ANZAC day has special meaning to Australians and New Zealanders. This can’t be explained solely by the casualty counts – Australia lost 8,709 and New Zealand 2,779 soldiers there, but later in the war these numbers were eclipsed on the Somme, at Messines Ridge and at Passchendaele. As Blair’s previous article postulates, Gallipoli was a nation-building experience for the ANZAC countries. Although the 2020 ANZAC Day was cancelled due to the Covid-19 pandemic, on the eve the Melbourne Symphony Orchestra and Chorus presented this live video performance of this quintessential Australian song.
The following link will take you to an article by Matthew Cavanaugh that appeared in the Sydney Morning Herald on Anzac Day, April 25, 2020.
We need to catch up with the Education Newsletters regularly issued by the National World War I Museum and Memorial, which we’re always happy to promote. The last two issues are especially timely given the state of current events.
Issued in April, that month’s newsletter covers the subject “Pandemics, Past and Present.” Here’s the link: https://wfly.co/r1OEx
Some good programming for this weekend on C-SPAN3–all times Central as usual.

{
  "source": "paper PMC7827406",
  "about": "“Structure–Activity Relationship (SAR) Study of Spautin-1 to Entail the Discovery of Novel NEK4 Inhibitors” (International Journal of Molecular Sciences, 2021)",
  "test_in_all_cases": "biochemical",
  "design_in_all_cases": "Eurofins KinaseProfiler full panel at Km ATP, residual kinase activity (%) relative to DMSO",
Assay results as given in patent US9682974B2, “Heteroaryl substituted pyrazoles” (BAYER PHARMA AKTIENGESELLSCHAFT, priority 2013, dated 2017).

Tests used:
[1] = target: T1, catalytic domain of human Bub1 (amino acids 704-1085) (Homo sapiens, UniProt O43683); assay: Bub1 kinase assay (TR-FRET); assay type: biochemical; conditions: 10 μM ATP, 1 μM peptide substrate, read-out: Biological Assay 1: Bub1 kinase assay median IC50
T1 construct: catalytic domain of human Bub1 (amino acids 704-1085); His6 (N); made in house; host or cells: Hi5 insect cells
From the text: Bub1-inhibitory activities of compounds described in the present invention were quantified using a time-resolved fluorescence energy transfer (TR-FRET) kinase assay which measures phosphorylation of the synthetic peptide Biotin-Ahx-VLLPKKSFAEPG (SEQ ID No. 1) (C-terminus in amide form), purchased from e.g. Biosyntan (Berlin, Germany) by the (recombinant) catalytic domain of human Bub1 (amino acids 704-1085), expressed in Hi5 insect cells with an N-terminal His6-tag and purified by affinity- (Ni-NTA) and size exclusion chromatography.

–1919 Paris Peace Conference. Margaret MacMillan’s keynote at the National World War I Museum and Memorial Symposium gets another airing. 11:40 a.m. on Saturday morning, June 13th.
Some good programs this week on C-SPAN2 & 3, including several repeats on Chad Williams’ excellent talk on African American activism after World War I, and two programs by Margaret MacMillan, including an also excellent talk given at the National World War I Museum and Memorial last November. All times are Central as usual.
The June issue of Smithsonian includes a question about art relating to the 1918 Influenza pandemic. The question and the answer are included in their entirety as follows:
Q: Did painters living during the 1918 influenza pandemic portray the experience?
—Chase Carter | Washington, D.C.
Some, but not many, documented their personal experiences with influenza: In 1918, the Austrian artist Egon Schiele sketched his wife, Edith, and his mentor Gustav Klimt, both of whom succumbed to the flu. Schiele died from it soon after. In 1919, the Norwegian painter Edvard Munch created self-portraits during his illness and after his recovery. Robyn Asleson, a curator at the National Portrait Gallery, says the American artist John Singer Sargent was painting a mural in Europe when he came down with the flu. The 62-year-old recuperated in a French military tent, which he rendered in his 1918 watercolor The Interior of a Hospital Tent. He wrote of “the accompaniment of groans of wounded, and the chokings and coughing of gassed men, which was a nightmare. It always seemed strange on opening one’s eyes to see the level cots and the dimly lit long tent looking so calm, when one was dozing in pandemonium.”